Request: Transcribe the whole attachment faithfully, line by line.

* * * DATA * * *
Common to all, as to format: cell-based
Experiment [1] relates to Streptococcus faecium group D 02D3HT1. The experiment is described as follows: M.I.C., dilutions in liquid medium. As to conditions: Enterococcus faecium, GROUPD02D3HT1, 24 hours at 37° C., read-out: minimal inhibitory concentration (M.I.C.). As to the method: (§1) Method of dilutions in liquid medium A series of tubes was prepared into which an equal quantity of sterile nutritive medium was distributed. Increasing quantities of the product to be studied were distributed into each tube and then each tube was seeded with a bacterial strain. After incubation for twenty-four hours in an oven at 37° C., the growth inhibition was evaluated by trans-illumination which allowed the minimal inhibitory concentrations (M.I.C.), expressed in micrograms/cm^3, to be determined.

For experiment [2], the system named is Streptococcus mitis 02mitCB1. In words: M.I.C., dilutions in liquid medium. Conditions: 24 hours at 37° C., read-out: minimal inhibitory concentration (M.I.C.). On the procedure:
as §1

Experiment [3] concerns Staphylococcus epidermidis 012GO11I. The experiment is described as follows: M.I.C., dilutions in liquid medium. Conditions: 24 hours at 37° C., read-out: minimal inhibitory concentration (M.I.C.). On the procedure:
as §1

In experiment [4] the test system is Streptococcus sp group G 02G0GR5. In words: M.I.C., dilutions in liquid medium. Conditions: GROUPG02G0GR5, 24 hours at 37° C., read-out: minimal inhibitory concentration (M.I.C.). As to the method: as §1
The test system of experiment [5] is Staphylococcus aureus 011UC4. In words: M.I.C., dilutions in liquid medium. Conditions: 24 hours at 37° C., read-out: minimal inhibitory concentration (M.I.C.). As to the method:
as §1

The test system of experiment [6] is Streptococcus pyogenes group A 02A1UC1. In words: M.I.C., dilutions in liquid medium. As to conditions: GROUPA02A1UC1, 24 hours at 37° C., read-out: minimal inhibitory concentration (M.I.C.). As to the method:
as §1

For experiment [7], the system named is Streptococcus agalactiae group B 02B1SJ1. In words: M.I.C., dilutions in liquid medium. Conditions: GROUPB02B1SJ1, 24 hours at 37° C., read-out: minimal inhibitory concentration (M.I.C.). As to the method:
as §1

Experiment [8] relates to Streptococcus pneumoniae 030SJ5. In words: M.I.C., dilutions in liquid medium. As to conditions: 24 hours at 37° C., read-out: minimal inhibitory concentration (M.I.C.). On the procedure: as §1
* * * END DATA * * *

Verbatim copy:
Common to all, as to format: cell-based
Experiment [1] relates to Streptococcus faecium group D 02D3HT1. The experiment is described as follows: M.I.C., dilutions in liquid medium. As to conditions: Enterococcus faecium, GROUPD02D3HT1, 24 hours at 37° C., read-out: minimal inhibitory concentration (M.I.C.). As to the method: (§1) Method of dilutions in liquid medium A series of tubes was prepared into which an equal quantity of sterile nutritive medium was distributed. Increasing quantities of the product to be studied were distributed into each tube and then each tube was seeded with a bacterial strain. After incubation for twenty-four hours in an oven at 37° C., the growth inhibition was evaluated by trans-illumination which allowed the minimal inhibitory concentrations (M.I.C.), expressed in micrograms/cm^3, to be determined.

For experiment [2], the system named is Streptococcus mitis 02mitCB1. In words: M.I.C., dilutions in liquid medium. Conditions: 24 hours at 37° C., read-out: minimal inhibitory concentration (M.I.C.). On the procedure:
as §1

Experiment [3] concerns Staphylococcus epidermidis 012GO11I. The experiment is described as follows: M.I.C., dilutions in liquid medium. Conditions: 24 hours at 37° C., read-out: minimal inhibitory concentration (M.I.C.). On the procedure:
as §1

In experiment [4] the test system is Streptococcus sp group G 02G0GR5. In words: M.I.C., dilutions in liquid medium. Conditions: GROUPG02G0GR5, 24 hours at 37° C., read-out: minimal inhibitory concentration (M.I.C.). As to the method: as §1
The test system of experiment [5] is Staphylococcus aureus 011UC4. In words: M.I.C., dilutions in liquid medium. Conditions: 24 hours at 37° C., read-out: minimal inhibitory concentration (M.I.C.). As to the method:
as §1

The test system of experiment [6] is Streptococcus pyogenes group A 02A1UC1. In words: M.I.C., dilutions in liquid medium. As to conditions: GROUPA02A1UC1, 24 hours at 37° C., read-out: minimal inhibitory concentration (M.I.C.). As to the method:
as §1

For experiment [7], the system named is Streptococcus agalactiae group B 02B1SJ1. In words: M.I.C., dilutions in liquid medium. Conditions: GROUPB02B1SJ1, 24 hours at 37° C., read-out: minimal inhibitory concentration (M.I.C.). As to the method:
as §1

Experiment [8] relates to Streptococcus pneumoniae 030SJ5. In words: M.I.C., dilutions in liquid medium. As to conditions: 24 hours at 37° C., read-out: minimal inhibitory concentration (M.I.C.). On the procedure: as §1